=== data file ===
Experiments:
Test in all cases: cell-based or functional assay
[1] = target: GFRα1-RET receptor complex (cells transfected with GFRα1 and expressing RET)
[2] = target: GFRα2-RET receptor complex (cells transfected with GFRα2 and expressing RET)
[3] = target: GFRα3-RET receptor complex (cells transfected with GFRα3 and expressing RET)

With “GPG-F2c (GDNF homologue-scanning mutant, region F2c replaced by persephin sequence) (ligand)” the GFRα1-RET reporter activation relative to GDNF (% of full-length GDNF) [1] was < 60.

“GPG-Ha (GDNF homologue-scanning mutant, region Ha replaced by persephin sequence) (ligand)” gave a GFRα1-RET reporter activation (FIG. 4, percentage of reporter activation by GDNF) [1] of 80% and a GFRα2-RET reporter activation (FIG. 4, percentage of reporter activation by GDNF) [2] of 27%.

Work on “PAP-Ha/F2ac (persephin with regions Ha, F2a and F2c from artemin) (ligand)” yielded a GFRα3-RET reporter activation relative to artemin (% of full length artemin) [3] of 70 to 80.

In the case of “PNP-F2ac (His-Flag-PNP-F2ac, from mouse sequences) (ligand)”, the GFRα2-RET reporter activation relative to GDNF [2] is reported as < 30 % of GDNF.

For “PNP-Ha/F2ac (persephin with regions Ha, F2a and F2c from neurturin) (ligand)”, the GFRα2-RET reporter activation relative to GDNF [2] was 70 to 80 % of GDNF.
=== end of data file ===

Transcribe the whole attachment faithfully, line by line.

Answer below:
Experiments:
Test in all cases: cell-based or functional assay
[1] = target: GFRα1-RET receptor complex (cells transfected with GFRα1 and expressing RET)
[2] = target: GFRα2-RET receptor complex (cells transfected with GFRα2 and expressing RET)
[3] = target: GFRα3-RET receptor complex (cells transfected with GFRα3 and expressing RET)

With “GPG-F2c (GDNF homologue-scanning mutant, region F2c replaced by persephin sequence) (ligand)” the GFRα1-RET reporter activation relative to GDNF (% of full-length GDNF) [1] was < 60.

“GPG-Ha (GDNF homologue-scanning mutant, region Ha replaced by persephin sequence) (ligand)” gave a GFRα1-RET reporter activation (FIG. 4, percentage of reporter activation by GDNF) [1] of 80% and a GFRα2-RET reporter activation (FIG. 4, percentage of reporter activation by GDNF) [2] of 27%.

Work on “PAP-Ha/F2ac (persephin with regions Ha, F2a and F2c from artemin) (ligand)” yielded a GFRα3-RET reporter activation relative to artemin (% of full length artemin) [3] of 70 to 80.

In the case of “PNP-F2ac (His-Flag-PNP-F2ac, from mouse sequences) (ligand)”, the GFRα2-RET reporter activation relative to GDNF [2] is reported as < 30 % of GDNF.

For “PNP-Ha/F2ac (persephin with regions Ha, F2a and F2c from neurturin) (ligand)”, the GFRα2-RET reporter activation relative to GDNF [2] was 70 to 80 % of GDNF.